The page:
Relative risk for cardiovascular atherosclerotic events after smoking cessation: 6-9 years excess risk in individuals with familial hypercholesterolemia

Kramer, Anneke; Jansen, Angelique C. M.; van Aalst-Cohen, Emily S.; Tanck, Michael W. T.; Kastelein, John J. P.; Zwinderman, Aeilko H.
January 2006
BMC Public Health;2006, Vol. 6 Issue 1, p262
Academic Journal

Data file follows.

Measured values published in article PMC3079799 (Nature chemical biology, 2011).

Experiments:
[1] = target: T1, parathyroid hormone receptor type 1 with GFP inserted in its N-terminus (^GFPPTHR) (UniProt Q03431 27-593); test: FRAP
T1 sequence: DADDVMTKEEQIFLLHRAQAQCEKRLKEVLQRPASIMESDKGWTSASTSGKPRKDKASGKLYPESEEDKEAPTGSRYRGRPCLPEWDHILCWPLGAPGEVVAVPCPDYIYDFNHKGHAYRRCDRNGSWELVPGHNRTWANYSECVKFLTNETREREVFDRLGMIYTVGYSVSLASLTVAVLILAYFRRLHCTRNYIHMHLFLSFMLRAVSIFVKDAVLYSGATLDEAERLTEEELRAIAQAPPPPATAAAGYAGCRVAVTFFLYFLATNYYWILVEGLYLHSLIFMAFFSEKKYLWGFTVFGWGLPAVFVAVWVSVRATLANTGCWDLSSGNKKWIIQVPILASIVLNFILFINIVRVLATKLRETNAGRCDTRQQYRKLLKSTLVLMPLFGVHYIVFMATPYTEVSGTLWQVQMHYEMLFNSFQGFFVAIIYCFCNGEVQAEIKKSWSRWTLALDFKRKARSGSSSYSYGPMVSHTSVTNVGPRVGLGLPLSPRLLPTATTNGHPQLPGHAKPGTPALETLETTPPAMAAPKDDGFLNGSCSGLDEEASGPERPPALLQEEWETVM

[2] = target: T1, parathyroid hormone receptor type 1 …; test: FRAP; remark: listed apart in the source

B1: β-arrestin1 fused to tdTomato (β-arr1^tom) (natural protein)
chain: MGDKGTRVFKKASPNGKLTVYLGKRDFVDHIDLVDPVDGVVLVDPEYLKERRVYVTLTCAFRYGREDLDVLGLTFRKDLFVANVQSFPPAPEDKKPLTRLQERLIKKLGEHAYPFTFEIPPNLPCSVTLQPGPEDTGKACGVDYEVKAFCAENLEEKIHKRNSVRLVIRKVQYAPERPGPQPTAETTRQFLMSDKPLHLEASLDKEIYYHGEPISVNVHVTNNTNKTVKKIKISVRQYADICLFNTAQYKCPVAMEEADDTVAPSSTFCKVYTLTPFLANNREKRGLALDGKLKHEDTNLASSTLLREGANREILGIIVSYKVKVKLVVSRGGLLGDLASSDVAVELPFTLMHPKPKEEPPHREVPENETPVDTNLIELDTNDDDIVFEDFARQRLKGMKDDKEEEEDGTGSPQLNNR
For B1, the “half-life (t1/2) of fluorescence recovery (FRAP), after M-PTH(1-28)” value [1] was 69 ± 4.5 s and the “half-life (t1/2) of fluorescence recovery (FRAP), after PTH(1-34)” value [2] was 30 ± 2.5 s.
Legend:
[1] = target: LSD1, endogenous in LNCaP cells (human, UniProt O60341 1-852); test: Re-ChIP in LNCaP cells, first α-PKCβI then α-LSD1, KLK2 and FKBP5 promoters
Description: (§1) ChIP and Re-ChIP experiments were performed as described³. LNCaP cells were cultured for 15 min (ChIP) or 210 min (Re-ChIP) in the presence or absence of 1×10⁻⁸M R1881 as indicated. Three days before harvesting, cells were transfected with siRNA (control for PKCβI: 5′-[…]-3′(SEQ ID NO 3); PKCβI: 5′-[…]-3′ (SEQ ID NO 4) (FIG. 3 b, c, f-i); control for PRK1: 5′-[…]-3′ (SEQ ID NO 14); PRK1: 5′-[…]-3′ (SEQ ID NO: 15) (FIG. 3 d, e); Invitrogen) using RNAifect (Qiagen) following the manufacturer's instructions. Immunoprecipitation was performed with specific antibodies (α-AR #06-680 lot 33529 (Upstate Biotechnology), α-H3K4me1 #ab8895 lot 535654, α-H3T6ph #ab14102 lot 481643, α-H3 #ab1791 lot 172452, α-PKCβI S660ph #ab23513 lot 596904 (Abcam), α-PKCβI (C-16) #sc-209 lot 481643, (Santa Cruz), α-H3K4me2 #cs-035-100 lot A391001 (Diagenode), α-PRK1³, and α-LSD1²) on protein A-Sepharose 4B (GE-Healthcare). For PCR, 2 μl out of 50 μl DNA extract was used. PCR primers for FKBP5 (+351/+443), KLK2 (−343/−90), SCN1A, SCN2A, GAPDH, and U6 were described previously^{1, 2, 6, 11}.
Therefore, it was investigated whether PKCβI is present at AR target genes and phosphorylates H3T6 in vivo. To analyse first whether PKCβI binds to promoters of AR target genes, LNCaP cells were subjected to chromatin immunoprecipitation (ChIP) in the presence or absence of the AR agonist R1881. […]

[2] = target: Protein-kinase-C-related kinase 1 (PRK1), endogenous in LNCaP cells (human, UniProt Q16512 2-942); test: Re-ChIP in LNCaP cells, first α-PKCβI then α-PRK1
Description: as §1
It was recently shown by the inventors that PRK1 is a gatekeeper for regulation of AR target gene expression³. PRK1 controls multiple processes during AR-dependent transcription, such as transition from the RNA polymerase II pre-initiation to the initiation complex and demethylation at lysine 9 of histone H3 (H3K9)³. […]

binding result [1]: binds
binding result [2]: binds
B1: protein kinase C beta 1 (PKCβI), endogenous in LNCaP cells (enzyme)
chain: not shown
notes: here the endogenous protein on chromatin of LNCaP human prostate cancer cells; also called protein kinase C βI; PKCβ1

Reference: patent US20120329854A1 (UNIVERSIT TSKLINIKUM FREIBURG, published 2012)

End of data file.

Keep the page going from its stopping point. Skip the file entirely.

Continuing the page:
Background: Smoking history is often di- or trichotomized into for example "never, ever or current smoking". However, smoking must be treated as a time-dependent covariate when lifetime data is available. In particular, individuals do not smoke at birth, there is usually a wide variation with respect to smoking history, and smoking cessation must also be considered. Methods: Therefore we analyzed smoking as a time-dependent risk factor for cardiovascular atherosclerotic events in a cohort of 2400 individuals with familial hypercholesterolemia who were followed from birth until 2004. Excess risk after smoking-cessation was modelled in a Cox regression model with linear and exponential decaying trends. The model with the highest likelihood value was used to estimate the decay of the excess risk of smoking. Results: Atherosclerotic events were observed in 779 patients with familial hypercholesterolemia and 1569 individuals had a smoking history. In the model with the highest likelihood value the risk reduction of smoking after cessation follows a linear pattern with time and it appears to take 6 to 9 years before the excess risk is reduced to zero. The risk of atherosclerotic events due to smoking was estimated as 2.1 (95% confidence interval 1.5; 2.9). Conclusion: It was concluded that excess risk due to smoking declined linearly after cessation in at least six to nine years.


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